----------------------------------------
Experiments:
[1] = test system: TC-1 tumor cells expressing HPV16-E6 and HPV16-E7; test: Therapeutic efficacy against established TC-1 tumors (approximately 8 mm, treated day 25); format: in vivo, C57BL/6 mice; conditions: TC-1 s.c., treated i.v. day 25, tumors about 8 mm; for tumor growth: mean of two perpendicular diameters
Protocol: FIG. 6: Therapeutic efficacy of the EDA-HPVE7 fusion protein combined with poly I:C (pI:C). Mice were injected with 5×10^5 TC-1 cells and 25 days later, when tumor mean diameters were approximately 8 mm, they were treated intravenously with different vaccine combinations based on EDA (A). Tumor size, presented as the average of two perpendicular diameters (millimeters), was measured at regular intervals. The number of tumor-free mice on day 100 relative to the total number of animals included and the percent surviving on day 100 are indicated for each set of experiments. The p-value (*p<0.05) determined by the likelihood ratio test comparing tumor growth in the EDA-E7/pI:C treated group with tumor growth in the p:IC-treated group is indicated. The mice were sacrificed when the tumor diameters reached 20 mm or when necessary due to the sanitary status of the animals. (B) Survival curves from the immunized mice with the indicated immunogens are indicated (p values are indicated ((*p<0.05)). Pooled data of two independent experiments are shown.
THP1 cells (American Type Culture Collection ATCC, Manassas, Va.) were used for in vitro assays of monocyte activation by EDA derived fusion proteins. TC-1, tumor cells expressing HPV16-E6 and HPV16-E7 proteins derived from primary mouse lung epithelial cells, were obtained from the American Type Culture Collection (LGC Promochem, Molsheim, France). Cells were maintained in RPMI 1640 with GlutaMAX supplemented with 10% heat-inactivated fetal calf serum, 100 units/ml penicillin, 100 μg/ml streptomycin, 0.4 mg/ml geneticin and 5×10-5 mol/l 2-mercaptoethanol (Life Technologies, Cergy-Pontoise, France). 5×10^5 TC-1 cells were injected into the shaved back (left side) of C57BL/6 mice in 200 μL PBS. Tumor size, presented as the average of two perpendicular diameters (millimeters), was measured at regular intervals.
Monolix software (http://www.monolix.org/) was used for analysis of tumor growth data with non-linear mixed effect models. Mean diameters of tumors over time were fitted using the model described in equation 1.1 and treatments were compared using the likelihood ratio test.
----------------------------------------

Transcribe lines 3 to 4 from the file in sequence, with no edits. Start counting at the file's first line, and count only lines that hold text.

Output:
Protocol: FIG. 6: Therapeutic efficacy of the EDA-HPVE7 fusion protein combined with poly I:C (pI:C). Mice were injected with 5×10^5 TC-1 cells and 25 days later, when tumor mean diameters were approximately 8 mm, they were treated intravenously with different vaccine combinations based on EDA (A). Tumor size, presented as the average of two perpendicular diameters (millimeters), was measured at regular intervals. The number of tumor-free mice on day 100 relative to the total number of animals included and the percent surviving on day 100 are indicated for each set of experiments. The p-value (*p<0.05) determined by the likelihood ratio test comparing tumor growth in the EDA-E7/pI:C treated group with tumor growth in the p:IC-treated group is indicated. The mice were sacrificed when the tumor diameters reached 20 mm or when necessary due to the sanitary status of the animals. (B) Survival curves from the immunized mice with the indicated immunogens are indicated (p values are indicated ((*p<0.05)). Pooled data of two independent experiments are shown.
THP1 cells (American Type Culture Collection ATCC, Manassas, Va.) were used for in vitro assays of monocyte activation by EDA derived fusion proteins. TC-1, tumor cells expressing HPV16-E6 and HPV16-E7 proteins derived from primary mouse lung epithelial cells, were obtained from the American Type Culture Collection (LGC Promochem, Molsheim, France). Cells were maintained in RPMI 1640 with GlutaMAX supplemented with 10% heat-inactivated fetal calf serum, 100 units/ml penicillin, 100 μg/ml streptomycin, 0.4 mg/ml geneticin and 5×10-5 mol/l 2-mercaptoethanol (Life Technologies, Cergy-Pontoise, France). 5×10^5 TC-1 cells were injected into the shaved back (left side) of C57BL/6 mice in 200 μL PBS. Tumor size, presented as the average of two perpendicular diameters (millimeters), was measured at regular intervals.